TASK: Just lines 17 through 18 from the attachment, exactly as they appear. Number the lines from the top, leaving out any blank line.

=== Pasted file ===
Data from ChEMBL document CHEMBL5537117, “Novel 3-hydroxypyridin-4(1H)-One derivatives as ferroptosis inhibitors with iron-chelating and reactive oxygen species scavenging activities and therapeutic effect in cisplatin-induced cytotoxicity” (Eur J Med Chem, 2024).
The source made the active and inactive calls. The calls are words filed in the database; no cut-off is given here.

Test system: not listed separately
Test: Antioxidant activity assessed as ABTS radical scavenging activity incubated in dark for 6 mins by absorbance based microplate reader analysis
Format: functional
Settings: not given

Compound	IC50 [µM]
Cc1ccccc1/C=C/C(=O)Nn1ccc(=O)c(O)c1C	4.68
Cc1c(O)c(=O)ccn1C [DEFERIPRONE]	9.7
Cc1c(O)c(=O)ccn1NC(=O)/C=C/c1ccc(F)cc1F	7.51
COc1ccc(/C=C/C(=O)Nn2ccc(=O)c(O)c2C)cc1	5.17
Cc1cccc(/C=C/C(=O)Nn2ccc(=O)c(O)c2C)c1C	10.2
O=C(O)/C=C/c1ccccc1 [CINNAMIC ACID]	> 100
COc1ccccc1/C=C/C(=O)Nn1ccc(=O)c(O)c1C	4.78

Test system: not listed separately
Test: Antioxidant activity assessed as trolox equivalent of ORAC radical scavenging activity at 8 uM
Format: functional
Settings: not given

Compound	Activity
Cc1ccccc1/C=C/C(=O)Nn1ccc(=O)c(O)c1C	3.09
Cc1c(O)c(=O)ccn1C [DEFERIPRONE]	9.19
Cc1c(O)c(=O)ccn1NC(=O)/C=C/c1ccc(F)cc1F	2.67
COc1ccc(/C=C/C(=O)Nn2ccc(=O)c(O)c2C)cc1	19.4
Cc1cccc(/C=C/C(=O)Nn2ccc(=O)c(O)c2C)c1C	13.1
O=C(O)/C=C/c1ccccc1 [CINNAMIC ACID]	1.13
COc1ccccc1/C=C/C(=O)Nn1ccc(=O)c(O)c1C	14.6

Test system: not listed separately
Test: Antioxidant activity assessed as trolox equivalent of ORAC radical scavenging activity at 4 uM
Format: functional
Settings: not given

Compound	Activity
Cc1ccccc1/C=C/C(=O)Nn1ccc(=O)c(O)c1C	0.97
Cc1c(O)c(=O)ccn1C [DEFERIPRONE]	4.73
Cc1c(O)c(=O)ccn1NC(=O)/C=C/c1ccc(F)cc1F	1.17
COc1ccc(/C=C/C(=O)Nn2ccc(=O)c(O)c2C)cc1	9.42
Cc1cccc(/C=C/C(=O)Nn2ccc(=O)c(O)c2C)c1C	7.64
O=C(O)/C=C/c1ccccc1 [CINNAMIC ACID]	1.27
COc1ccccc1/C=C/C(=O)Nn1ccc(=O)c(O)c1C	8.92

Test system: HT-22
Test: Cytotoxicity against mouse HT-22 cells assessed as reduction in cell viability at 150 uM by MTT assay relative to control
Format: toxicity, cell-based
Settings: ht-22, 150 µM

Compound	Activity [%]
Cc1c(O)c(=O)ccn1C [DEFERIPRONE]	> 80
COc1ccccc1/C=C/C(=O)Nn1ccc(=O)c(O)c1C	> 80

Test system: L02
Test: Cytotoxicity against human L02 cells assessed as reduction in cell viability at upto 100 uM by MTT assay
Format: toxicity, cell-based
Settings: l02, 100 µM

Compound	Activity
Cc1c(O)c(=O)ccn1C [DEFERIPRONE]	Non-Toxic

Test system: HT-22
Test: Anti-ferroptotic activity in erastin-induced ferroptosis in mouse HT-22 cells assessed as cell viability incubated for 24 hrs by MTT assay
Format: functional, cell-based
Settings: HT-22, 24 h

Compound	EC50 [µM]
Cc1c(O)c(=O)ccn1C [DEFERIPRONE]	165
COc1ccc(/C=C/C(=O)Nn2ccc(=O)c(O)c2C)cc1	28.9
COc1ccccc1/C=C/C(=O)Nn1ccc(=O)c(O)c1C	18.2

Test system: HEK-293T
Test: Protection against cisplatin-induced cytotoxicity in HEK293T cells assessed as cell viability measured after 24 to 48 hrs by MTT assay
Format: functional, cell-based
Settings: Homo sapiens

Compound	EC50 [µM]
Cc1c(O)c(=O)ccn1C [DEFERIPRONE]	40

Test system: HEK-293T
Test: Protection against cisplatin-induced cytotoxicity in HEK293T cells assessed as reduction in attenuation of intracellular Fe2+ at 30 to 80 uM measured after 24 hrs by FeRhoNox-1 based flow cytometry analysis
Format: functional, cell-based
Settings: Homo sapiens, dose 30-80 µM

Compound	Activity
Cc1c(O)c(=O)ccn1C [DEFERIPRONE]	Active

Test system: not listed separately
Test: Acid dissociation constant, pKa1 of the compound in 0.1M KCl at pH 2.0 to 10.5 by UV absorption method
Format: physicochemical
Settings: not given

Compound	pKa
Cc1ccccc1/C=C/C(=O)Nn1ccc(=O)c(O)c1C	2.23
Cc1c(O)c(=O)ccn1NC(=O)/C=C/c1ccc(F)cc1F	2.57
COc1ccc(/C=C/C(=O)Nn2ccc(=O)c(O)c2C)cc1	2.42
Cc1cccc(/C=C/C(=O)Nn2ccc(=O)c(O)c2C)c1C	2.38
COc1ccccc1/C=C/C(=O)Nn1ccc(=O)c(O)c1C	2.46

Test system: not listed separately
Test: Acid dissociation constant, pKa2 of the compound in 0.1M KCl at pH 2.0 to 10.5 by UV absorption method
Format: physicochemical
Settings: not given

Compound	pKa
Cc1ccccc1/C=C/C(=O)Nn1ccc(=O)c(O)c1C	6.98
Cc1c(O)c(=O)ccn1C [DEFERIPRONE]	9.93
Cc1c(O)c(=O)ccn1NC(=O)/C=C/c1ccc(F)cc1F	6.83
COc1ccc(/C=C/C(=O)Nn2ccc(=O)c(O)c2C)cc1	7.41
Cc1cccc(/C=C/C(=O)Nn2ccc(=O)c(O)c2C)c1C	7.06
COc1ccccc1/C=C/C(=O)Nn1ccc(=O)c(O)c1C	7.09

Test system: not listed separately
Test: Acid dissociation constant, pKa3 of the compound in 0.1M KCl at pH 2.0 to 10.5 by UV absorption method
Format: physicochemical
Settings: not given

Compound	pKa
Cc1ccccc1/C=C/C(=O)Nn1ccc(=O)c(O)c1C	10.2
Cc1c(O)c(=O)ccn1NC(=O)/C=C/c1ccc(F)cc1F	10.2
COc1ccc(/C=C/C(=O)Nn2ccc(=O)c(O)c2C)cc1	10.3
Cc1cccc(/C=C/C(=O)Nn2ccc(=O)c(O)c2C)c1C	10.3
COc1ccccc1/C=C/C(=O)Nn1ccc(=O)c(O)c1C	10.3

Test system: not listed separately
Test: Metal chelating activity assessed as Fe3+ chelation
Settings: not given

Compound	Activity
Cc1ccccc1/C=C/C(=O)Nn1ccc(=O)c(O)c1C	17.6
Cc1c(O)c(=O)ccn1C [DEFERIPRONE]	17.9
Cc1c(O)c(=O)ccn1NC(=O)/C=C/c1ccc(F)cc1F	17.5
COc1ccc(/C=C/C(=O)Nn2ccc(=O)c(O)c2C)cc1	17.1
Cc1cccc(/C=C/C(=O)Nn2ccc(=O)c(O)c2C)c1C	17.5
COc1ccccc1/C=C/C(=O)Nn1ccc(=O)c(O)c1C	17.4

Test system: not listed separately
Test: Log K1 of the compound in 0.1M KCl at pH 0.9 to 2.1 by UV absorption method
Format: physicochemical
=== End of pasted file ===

Format: functional
Settings: not given